BOSTON (CNN) -- Felicity Huffman said she was just trying to be a good parent. Now, days before her sentencing for a federal crime, the actress said she regrets paying $15,000 to rig her daughter's SAT scores.
The "Desperate Housewives" star is one of dozens of defendants charged in a massive college admissions cheating scam.
Huffman is scheduled to be sentenced by a judge on Friday. Prosecutors have suggested four months in prison and a $20,000 fine. Her lawyers are asking for a sentence of one year of probation, 250 hours of community service and a $20,000 fine.
The actress pleaded guilty in May to conspiring to pay $15,000 to a fake charity that facilitated cheating when her daughter took the SATs for college.
In an attorney filing last week, Huffman submitted a letter to the judge intended to "shed light on how I finally got to the day when I said 'Yes' to this scheme," the letter said.
"I don't write this letter to you in any way to justify my wrongdoing, my guilt or to avoid conscious acceptance of the consequences," she wrote.
"In my desperation to be a good mother I talked myself into believing that all I was doing was giving my daughter a fair shot," the letter said.
"I see the irony in that statement now because what I have done is the opposite of fair. I have broken the law, deceived the educational community, betrayed my daughter, and failed my family."
In the three-page letter, Huffman details early struggles with her daughter's medical issues and learning disabilities.
"The factual story is that I didn't go shopping for a college counselor to find out how to rig a SAT score. I didn't even know such a scheme existed," she wrote.
Huffman said her intention was to hire a counselor to maximize her daughter's success in applying for colleges.
She goes on to detail how many mothers at her daughter's public school for performing arts warned her not to leave the college process in the hands of overworked, understaffed administrators and that a private college counselor was a "vital" necessity.
"Mr. [Rick] Singer was recommended as one of the best experts in LA, and I was told I would be lucky if I could get him to sign on to help me," Huffman wrote.
She said she worked with Singer -- the mastermind behind the college admissions scheme -- legitimately for a year. Huffman said she also consulted with Singer for her second daughter, who also experienced learning disabilities.
"I was relieved that he seemed so good at his job, was so confident and knowledgeable," Huffman wrote.
Singer pleaded guilty to four charges in March related to cheating on standardized tests and bribing college coaches and administrators.
Over time, Huffman wrote in her letter, "Mr. Singer told me that her tests scores were too low, and if her math SAT scores didn't rise dramatically, none of the colleges she was interested in would even consider her auditions."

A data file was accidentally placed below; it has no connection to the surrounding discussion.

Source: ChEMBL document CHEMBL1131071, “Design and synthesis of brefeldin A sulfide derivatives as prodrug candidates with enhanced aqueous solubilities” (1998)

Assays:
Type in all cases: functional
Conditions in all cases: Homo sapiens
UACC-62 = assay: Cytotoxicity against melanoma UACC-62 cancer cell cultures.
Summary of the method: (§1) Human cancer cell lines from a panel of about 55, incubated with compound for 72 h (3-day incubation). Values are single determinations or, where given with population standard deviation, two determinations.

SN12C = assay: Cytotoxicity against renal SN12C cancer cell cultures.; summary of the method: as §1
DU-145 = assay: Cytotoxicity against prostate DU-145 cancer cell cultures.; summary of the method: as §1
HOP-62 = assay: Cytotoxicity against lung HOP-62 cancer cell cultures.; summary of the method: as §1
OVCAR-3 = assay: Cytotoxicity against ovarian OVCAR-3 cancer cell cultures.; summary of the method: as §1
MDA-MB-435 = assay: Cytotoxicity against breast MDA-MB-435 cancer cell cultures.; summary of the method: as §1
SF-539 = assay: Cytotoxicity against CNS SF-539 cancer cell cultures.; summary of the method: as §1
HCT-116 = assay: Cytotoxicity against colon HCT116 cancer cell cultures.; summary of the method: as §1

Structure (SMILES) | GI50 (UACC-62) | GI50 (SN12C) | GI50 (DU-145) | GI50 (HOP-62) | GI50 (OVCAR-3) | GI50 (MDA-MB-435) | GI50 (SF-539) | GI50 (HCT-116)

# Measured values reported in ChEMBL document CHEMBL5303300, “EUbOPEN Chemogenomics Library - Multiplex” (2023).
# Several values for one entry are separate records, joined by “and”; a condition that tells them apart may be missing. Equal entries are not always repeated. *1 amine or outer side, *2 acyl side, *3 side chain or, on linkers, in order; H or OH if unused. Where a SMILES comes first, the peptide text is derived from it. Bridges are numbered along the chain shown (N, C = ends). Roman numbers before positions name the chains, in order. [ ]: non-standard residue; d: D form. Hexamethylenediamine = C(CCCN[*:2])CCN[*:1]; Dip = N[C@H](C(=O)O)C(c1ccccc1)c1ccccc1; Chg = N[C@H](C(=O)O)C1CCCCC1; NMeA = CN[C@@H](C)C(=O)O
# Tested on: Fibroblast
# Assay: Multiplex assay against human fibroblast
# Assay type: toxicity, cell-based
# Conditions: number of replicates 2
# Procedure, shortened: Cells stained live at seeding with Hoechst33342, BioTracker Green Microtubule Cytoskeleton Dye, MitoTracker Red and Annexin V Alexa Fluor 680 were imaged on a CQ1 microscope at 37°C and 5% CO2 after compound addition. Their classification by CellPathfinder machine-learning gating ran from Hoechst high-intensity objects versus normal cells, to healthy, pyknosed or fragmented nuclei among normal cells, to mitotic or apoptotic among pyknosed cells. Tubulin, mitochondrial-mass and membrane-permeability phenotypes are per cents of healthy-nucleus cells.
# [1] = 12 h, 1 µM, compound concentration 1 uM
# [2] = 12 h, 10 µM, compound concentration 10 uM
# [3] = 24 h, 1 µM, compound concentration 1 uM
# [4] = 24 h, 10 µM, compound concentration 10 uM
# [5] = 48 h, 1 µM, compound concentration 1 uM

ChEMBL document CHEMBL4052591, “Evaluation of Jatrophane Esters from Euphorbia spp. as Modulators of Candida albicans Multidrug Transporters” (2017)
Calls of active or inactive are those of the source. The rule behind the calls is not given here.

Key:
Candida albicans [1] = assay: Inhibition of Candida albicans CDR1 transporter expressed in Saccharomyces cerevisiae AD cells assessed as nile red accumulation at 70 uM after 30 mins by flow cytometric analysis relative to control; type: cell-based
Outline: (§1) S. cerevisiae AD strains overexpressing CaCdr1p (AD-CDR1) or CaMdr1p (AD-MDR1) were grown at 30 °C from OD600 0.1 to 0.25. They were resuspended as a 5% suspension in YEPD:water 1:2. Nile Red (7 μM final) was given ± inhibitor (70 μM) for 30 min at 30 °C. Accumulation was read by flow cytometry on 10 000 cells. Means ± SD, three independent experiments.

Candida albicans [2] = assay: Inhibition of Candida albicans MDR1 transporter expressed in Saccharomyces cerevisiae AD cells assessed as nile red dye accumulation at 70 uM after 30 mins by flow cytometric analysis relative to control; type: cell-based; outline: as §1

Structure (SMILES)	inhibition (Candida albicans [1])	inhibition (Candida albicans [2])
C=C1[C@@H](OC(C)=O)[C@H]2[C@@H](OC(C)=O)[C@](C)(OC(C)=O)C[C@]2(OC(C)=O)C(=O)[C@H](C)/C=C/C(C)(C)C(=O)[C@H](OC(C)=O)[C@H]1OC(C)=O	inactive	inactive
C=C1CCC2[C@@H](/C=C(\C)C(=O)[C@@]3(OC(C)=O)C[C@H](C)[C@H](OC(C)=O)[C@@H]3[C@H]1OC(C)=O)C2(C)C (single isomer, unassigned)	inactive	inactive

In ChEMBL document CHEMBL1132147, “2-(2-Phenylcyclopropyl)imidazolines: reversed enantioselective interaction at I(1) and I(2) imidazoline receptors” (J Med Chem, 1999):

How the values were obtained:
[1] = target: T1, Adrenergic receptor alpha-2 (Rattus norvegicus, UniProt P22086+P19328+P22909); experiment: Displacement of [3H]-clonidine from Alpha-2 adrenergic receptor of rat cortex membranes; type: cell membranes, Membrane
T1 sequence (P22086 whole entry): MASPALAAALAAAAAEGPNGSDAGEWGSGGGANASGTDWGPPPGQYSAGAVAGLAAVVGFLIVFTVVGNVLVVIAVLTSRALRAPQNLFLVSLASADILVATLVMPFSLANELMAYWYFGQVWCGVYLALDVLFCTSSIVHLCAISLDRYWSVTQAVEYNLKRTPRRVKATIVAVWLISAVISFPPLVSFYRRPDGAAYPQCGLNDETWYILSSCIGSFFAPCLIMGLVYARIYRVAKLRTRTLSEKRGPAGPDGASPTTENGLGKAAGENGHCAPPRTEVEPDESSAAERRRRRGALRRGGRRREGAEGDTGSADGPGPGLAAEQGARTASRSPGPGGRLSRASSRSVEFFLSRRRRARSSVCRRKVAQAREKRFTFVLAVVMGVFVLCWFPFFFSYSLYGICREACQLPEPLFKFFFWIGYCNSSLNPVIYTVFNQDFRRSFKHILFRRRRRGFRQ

"I honestly didn't and don't care about my daughter going to a prestigious college. I just wanted to give her a shot at being considered for a program where her acting talent would be the deciding factor."
She later adds, "I didn't want my daughter to be prevented from getting a shot at auditioning and doing what she loves because she can't do math."
After almost a year of working with Singer and his tutors "he told me it wasn't enough" and that her daughter's math scores weren't measuring up.
Huffman said Singer told her "'we will make sure she gets the scores she needs" by having a proctor bump up her scores after she takes the test. Her daughter would never know, and would be able to "'concentrate on what really matters: her grades and her auditions,'" Singer said, according to Huffman.
The actress said she struggled with the decision for six weeks.
"As warped as this sounds now, I honestly began to feel that maybe I would be a bad mother if I didn't do what Mr. Singer was suggesting."
To her "utter shame," Huffman wrote, she agreed to "cheating" on her daughter's SAT scores and considered doing the same thing for her second daughter -- but "the decision haunted me terribly; I knew it was not right," she wrote.
Huffman said she "finally came to my senses" and stopped the process for her other daughter.
She described the moment her daughter asked her -- with tears streaming down her face -- "Why didn't you believe in me? Why didn't you think I could do it on my own?"
"I had no adequate answer for her," Huffman wrote, adding, "I was stupid."
"In my blind panic, I have done the exact thing that I was desperate to avoid. I have compromised my daughter's future, the wholeness of my family and my own integrity."
"In my desperation to be a good mother, I talked myself into believing that all I was doing was giving my daughter a fair shot," Huffman wrote.
Huffman said she will "respectfully accept whatever punishment the court deems appropriate."
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